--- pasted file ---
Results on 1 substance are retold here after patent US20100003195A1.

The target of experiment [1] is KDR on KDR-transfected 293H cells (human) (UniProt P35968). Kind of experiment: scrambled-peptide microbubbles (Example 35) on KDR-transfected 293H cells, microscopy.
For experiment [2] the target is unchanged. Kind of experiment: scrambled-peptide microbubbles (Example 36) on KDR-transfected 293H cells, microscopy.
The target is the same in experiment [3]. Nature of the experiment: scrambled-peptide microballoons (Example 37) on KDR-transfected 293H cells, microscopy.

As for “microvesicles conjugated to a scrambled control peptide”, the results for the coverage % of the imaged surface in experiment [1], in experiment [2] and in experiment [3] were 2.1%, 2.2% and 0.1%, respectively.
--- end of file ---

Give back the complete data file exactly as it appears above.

Results on 1 substance are retold here after patent US20100003195A1.

The target of experiment [1] is KDR on KDR-transfected 293H cells (human) (UniProt P35968). Kind of experiment: scrambled-peptide microbubbles (Example 35) on KDR-transfected 293H cells, microscopy.
For experiment [2] the target is unchanged. Kind of experiment: scrambled-peptide microbubbles (Example 36) on KDR-transfected 293H cells, microscopy.
The target is the same in experiment [3]. Nature of the experiment: scrambled-peptide microballoons (Example 37) on KDR-transfected 293H cells, microscopy.

As for “microvesicles conjugated to a scrambled control peptide”, the results for the coverage % of the imaged surface in experiment [1], in experiment [2] and in experiment [3] were 2.1%, 2.2% and 0.1%, respectively.